Everything is gonna be okay. I promise, I won’t screw up the kids any more than I was going to five minutes ago. I’m just doing it a different way.


People you sort-of know who feel like they knew you before you completely blew their mind. Oh-my-god-you’re-homeschooling-I-can’t-believe-it-you-of-all-people-why-would-you-ever-do-that?!? Then quickly, How nice for you.  

Look Acquaintances, you didn’t know me as well as you thought you did.  I didn’t mean to startle you with my odd behavior, so I’ll answer this way: It’s what works for us. It’s what we really want to do.

Homeschool Haters

Haters. You’ll get those. The eyebrow raise that says, I’m surprised you’re not in denim bib overalls, wearing a bonnet, riding a goat.”

post-45769-cheers-to-my-haters-meme-Imgur-gdeG.pngHow to identify a Homeschool Hater:  They don’t call you by name. Your new name is “The One Who Homeschools.” They say things like, “Sometimes I’d like to keep my kids sheltered, too.” Or they hint around that it’s nice that you can “afford” to do something like this.

Clearly this says more about their frame of mind than it does about my lifestyle.

Embrace the haters. Let them spur you on. To them I say, Oh yes, we homeschool. We homeschool so hard it’ll make your head spin. 

Random Strangers

People you run into on the street, at the bank, in the toilet paper aisle of the grocery store… they’re going to ask a lot of personal questions and will see a lot of resting bitch face.  I’m just here to buy some stamps. Stop questioning me and my kid and mind ya business. qdf7asa9z1vgq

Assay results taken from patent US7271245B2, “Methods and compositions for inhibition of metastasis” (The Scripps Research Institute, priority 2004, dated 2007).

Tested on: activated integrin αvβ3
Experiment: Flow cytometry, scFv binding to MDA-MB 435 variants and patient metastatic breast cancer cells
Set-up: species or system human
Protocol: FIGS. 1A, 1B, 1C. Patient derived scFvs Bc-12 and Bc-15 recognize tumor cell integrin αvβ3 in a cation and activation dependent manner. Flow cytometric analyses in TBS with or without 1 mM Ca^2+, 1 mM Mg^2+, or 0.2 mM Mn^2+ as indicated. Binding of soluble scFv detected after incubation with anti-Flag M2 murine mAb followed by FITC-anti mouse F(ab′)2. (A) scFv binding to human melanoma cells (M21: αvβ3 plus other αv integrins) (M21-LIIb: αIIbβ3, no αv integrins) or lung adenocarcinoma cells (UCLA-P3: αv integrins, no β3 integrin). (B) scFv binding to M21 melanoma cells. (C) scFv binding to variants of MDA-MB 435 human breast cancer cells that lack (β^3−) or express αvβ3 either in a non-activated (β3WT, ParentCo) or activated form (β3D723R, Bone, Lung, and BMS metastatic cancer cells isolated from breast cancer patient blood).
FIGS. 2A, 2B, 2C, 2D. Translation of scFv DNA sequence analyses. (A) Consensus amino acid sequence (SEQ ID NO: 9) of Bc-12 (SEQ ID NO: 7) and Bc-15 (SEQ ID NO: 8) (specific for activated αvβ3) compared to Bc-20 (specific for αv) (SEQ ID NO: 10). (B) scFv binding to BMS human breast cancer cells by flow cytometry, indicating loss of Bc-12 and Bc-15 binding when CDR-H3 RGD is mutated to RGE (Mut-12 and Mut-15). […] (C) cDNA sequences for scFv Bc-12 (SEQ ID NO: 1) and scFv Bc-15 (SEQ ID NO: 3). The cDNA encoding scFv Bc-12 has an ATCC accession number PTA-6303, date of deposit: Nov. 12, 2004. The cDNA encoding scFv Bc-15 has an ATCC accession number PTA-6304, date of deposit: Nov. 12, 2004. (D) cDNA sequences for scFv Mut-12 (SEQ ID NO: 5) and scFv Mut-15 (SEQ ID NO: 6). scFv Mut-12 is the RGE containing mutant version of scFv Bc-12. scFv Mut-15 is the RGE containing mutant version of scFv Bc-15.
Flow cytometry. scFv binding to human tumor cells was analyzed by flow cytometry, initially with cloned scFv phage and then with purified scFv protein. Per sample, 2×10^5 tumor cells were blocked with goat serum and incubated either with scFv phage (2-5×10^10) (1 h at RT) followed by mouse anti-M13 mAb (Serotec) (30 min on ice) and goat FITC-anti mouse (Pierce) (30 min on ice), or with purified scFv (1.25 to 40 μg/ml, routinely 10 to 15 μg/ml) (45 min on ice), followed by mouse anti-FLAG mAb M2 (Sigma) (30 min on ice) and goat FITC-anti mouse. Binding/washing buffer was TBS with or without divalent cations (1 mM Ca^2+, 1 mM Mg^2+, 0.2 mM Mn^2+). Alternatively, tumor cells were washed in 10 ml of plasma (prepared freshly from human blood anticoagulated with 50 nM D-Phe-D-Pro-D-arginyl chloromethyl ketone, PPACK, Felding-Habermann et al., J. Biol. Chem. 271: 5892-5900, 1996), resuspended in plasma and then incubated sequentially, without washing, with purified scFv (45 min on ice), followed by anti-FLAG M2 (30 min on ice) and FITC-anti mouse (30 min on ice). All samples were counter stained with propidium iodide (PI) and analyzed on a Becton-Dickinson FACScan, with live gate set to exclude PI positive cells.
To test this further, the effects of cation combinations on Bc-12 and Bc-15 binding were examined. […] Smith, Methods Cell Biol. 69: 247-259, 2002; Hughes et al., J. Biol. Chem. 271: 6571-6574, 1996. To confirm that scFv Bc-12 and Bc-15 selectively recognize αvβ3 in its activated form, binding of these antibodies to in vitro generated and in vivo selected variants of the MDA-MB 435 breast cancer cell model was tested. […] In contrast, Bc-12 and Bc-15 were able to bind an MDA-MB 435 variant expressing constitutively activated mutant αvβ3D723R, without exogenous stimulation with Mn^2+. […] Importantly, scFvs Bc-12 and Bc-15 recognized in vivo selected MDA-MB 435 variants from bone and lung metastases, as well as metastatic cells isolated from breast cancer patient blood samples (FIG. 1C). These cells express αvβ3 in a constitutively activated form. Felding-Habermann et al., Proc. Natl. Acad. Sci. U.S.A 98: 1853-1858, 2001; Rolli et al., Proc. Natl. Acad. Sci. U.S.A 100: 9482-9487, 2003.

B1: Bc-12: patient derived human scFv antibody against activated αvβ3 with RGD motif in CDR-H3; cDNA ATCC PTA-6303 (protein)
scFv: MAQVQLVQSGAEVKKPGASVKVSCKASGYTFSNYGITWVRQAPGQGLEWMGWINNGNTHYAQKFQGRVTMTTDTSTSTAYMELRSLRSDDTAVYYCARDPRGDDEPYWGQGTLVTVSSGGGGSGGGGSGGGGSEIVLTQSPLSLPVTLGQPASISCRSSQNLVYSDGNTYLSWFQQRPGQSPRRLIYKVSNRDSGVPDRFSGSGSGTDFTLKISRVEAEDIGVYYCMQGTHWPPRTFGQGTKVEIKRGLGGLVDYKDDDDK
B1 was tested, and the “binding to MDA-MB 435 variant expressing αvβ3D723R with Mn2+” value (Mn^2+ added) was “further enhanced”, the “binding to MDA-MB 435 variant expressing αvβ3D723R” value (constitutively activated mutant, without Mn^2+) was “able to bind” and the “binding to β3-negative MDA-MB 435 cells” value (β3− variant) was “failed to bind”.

Not everyone is so combative, but meeting people outside of education and homeschool that are both knowledgeable and accepting is infrequent at best. I’ve only been at this for a short time, and I’ve already had some thrilling experiences with the public.

I’m sure the questions will continue, at least for the foreseeable future. I have to go to the bank tomorrow, groceries on Tuesday. 

Looking for your homeschool tribe? Find moms just like you – 100+ places to find homeschool support online.

What to say and what not to say when you meet a homeschool mom

Follow The Homeschool Resource Room on Pinterest

3 thoughts on “Pros and Cons of Homeschool

  1. Terri Torrez says:

    I wonder if it’s because of where I live (a progressive suburb of DC) or maybe the fact that I work full time, but by far the most common reaction I get is – isn’t that a huge amount of work? How do you do it? Generally the people I meet seem envious that we can make it work. Of course there are always the exceptions. 😉

Leave a Reply